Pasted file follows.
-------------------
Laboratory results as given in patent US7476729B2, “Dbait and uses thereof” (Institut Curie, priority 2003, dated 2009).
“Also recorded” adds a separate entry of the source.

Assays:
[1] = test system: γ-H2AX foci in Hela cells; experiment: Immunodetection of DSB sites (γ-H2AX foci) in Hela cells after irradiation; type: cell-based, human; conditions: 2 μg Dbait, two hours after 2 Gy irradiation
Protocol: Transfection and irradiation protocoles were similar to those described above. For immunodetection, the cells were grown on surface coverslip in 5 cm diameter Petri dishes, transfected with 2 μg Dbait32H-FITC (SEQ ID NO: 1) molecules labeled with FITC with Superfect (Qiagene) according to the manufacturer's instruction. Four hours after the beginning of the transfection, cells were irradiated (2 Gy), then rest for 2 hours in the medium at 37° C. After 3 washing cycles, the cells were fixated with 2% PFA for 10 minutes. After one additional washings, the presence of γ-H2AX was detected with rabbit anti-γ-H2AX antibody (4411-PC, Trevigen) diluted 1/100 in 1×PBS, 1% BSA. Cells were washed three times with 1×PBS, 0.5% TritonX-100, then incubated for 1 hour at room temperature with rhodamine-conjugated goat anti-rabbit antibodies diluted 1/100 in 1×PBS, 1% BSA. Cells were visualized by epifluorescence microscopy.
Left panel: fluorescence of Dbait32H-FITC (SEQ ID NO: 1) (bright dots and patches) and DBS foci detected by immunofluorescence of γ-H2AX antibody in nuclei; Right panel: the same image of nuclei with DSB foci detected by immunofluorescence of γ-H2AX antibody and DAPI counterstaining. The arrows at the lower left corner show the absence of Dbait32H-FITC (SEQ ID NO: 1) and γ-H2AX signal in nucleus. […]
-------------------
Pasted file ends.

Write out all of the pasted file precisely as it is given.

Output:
Laboratory results as given in patent US7476729B2, “Dbait and uses thereof” (Institut Curie, priority 2003, dated 2009).
“Also recorded” adds a separate entry of the source.

Assays:
[1] = test system: γ-H2AX foci in Hela cells; experiment: Immunodetection of DSB sites (γ-H2AX foci) in Hela cells after irradiation; type: cell-based, human; conditions: 2 μg Dbait, two hours after 2 Gy irradiation
Protocol: Transfection and irradiation protocoles were similar to those described above. For immunodetection, the cells were grown on surface coverslip in 5 cm diameter Petri dishes, transfected with 2 μg Dbait32H-FITC (SEQ ID NO: 1) molecules labeled with FITC with Superfect (Qiagene) according to the manufacturer's instruction. Four hours after the beginning of the transfection, cells were irradiated (2 Gy), then rest for 2 hours in the medium at 37° C. After 3 washing cycles, the cells were fixated with 2% PFA for 10 minutes. After one additional washings, the presence of γ-H2AX was detected with rabbit anti-γ-H2AX antibody (4411-PC, Trevigen) diluted 1/100 in 1×PBS, 1% BSA. Cells were washed three times with 1×PBS, 0.5% TritonX-100, then incubated for 1 hour at room temperature with rhodamine-conjugated goat anti-rabbit antibodies diluted 1/100 in 1×PBS, 1% BSA. Cells were visualized by epifluorescence microscopy.
Left panel: fluorescence of Dbait32H-FITC (SEQ ID NO: 1) (bright dots and patches) and DBS foci detected by immunofluorescence of γ-H2AX antibody in nuclei; Right panel: the same image of nuclei with DSB foci detected by immunofluorescence of γ-H2AX antibody and DAPI counterstaining. The arrows at the lower left corner show the absence of Dbait32H-FITC (SEQ ID NO: 1) and γ-H2AX signal in nucleus. […]